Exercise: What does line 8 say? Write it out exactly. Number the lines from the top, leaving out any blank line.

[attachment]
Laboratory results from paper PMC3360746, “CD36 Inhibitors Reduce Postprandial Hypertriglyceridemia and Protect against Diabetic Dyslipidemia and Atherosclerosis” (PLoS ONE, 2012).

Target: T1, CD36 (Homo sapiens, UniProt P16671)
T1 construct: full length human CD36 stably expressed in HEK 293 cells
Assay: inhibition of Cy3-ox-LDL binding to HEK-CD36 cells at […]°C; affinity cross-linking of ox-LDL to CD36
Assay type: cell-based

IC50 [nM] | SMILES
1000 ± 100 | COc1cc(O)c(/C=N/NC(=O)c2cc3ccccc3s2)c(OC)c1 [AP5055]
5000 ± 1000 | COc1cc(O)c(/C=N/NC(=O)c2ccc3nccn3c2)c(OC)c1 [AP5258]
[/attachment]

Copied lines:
5000 ± 1000 | COc1cc(O)c(/C=N/NC(=O)c2ccc3nccn3c2)c(OC)c1 [AP5258]